Macy’s – The Distribution of Things

macys_distributionAgain, in Front of the Trend

I recently wrote about Macy’s distribution brilliance. And even though the ink is hardly dry, here I am again. Actually, I am not going to focus on lauding what most people might view as a great Macy’s marketing program with Plenti (a cross-brand and industry point-generating redemption deal), which I’ll explain in a minute. This new collaboration is really a tactic, albeit very innovative, to support what I view as Macy’s larger distribution strategy and vision.

My recent article was about Macy’s understanding of the broader and more accurate definition of omnichannel. Too many retailers interpret omnichannel to mean simply two channels: online and brick-and-mortar stores.  So let’s get it straight once and for all.  The old term multi-channel meant more than one channel of distribution.  The new concept omnichannel means “all” distribution channels. Under the multi-channel definition, company strategists would align operations, distribution, marketing and all other functions with the needs of each channel as if they were “silos.” For example, the store, catalogs, marketing strategies, etc., would all be tailored to the needs of the specific channel, assuming different customer behaviors for each.  Omnichannel, as Macy’s and other enlightened retailers are employing the model, is the seamless integration of consumers’ experiences in a matrix of all distribution channels, wherever and whenever the consumer wants it: stores, the Internet and mobile devices, TV, direct mail, catalogs, and now, even operating on other brands’ or retailers’ distribution platforms.

“Plenti” of New Distribution Platforms

Rite Aid, AT&T, ExxonMobil, Nationwide, Hulu, and Direct Energy

So, the Plenti deal basically adds many other distribution platforms to Macy’s omnichannel strategy.
It’s pretty simple.  All the aforementioned companies, including Macy’s, are interconnected with each other through Plenti’s program.  Each time a consumer spends a buck at any one of those companies, they receive a point (equivalent to a penny), which then can be applied to discounts at any one of the companies.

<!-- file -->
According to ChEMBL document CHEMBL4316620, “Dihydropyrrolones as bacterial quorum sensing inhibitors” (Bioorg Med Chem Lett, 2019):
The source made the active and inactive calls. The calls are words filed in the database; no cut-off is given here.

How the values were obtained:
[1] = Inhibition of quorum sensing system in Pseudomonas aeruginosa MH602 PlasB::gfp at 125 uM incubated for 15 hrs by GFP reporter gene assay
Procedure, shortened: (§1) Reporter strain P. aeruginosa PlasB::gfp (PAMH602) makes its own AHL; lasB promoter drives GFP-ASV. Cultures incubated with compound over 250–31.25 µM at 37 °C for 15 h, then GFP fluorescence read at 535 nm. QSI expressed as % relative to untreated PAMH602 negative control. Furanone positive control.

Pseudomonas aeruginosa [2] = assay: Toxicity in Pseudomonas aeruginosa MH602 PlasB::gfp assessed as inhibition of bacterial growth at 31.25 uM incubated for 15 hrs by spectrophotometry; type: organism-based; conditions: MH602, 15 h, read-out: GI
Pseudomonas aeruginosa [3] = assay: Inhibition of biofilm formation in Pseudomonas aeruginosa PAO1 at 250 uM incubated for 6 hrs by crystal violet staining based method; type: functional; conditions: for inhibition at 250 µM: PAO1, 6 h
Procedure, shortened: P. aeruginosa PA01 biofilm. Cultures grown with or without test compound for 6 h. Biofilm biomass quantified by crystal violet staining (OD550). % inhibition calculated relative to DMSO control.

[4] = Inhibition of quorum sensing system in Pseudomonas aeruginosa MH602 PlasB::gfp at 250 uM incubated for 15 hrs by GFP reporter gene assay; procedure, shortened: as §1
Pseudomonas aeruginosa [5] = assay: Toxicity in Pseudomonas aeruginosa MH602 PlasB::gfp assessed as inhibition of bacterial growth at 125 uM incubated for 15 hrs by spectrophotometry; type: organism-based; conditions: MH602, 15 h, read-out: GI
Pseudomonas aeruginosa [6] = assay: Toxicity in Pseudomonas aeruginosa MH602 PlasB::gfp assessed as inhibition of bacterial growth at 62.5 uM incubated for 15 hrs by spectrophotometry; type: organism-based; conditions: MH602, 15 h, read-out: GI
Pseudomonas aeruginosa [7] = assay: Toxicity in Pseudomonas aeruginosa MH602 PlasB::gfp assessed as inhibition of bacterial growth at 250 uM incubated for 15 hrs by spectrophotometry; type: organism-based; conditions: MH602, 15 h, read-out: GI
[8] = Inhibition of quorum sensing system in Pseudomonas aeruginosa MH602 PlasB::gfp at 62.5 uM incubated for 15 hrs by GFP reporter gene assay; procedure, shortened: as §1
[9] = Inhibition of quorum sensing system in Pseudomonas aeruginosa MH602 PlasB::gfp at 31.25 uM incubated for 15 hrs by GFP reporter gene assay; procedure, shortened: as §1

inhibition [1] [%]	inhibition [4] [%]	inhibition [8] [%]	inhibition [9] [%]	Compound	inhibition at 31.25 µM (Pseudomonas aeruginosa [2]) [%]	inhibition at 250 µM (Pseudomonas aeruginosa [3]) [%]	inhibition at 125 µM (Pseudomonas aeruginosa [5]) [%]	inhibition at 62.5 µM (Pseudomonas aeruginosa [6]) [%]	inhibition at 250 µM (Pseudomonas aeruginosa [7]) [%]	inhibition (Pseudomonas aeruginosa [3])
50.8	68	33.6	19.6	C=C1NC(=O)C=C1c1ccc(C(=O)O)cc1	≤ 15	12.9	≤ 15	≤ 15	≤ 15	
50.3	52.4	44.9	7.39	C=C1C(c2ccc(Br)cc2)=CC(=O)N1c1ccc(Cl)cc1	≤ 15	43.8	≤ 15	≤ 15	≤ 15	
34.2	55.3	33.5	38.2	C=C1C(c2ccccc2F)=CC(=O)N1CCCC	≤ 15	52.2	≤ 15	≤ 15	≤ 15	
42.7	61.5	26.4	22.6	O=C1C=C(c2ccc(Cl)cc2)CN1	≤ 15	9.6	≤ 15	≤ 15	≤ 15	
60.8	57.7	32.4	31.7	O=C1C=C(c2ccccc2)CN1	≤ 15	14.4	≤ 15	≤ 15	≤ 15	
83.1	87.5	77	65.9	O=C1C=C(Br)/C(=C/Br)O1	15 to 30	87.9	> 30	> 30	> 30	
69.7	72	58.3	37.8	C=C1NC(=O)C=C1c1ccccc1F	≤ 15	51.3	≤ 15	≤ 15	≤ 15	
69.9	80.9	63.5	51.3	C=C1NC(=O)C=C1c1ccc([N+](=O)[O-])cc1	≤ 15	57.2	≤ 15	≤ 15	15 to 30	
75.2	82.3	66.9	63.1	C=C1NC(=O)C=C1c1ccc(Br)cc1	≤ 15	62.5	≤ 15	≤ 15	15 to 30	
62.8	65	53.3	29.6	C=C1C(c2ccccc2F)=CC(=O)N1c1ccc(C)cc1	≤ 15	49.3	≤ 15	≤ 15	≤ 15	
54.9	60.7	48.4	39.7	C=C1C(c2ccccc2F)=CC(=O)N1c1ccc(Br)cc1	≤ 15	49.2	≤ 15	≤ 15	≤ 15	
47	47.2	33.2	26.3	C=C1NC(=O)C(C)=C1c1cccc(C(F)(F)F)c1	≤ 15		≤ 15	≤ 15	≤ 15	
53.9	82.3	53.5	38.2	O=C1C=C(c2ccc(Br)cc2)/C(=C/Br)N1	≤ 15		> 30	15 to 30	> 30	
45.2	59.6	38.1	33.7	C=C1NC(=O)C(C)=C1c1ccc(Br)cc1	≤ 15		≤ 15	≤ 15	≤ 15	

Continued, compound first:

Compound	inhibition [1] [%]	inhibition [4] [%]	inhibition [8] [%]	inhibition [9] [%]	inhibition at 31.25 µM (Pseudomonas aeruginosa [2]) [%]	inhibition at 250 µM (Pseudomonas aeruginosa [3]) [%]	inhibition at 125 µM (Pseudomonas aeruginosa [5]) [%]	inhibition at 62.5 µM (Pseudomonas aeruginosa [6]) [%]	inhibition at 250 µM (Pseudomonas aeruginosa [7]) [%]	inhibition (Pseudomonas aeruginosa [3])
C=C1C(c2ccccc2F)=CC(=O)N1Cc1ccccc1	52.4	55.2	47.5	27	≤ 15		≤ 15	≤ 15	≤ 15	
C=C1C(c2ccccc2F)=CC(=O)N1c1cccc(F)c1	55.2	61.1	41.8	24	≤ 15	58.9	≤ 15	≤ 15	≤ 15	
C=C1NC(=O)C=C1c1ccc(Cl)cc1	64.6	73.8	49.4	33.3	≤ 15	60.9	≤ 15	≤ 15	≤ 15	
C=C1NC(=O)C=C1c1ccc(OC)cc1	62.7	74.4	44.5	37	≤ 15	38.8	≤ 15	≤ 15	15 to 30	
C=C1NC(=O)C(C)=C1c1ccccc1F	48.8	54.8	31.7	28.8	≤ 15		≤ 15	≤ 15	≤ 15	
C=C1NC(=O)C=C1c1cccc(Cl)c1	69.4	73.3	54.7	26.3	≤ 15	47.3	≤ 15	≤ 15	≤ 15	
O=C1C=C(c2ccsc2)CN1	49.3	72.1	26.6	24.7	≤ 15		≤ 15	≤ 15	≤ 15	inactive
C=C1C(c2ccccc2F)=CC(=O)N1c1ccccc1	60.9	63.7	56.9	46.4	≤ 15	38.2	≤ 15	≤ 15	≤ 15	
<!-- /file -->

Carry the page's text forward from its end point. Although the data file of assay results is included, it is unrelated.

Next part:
As so aptly described in WWD: “Consider pulling into a gas station, filling up your tank and earning a point per dollar, then applying those points to get discounts on shoes at a department store, or cough drops at a drugstore.  Or imagine getting points for discounts at Macy’s or Exxon just by paying for your auto or homeowner’s insurance.”

And while one could argue that these are not, by definition, used for distributing goods, it is, in fact, an indirect strategy of distributing the brand on non-related, but compatible industry and product categories. It all ultimately leads to expanded distribution, acquiring new customers as well as maintaining current customers who will be delighted to build up a bunch of points for new deals.

In fact, Macy’s strategy might more appropriately be called the “distribution of things.”  Borrowing from the term, the “Internet of things,” which describes the interconnectedness of everything, Macy’s is interconnecting and integrating all possible distribution platforms that engage their consumers wherever they may be.

Think about this, Macy’s.  In the future, when you perfect the use of your “big data” and are able to profile each and every loyal customer and what they personally dream for in their lives, you will be permitted into their homes, to be downloaded into their “global communications center” from which they get important and timely information from you and other permitted brands. You will give them information about new styles that you know, from your database, they will love.  A fashion show invitation or Stella cocktail party can be hyped for their attendance.  And you might even be able to deliver products to them that they can keep or be placed in a Macy’s return box to be  picked up by Instacart or some such service that will inevitably spring up over the next couple of years.

The big shift is that the home will be the final distribution platform. The “distribution of things,” indeed.

Bloomingdale’s Next Chapter

Tony_SpringAn Interview With Tony Spring, CEO, Bloomingdale’s

Robin Lewis: Tony, tell our readers a little bit about yourself. Where are you from? What got you interested in the retail business, and how did your career path lead you to your current role as CEO of Bloomingdale’s?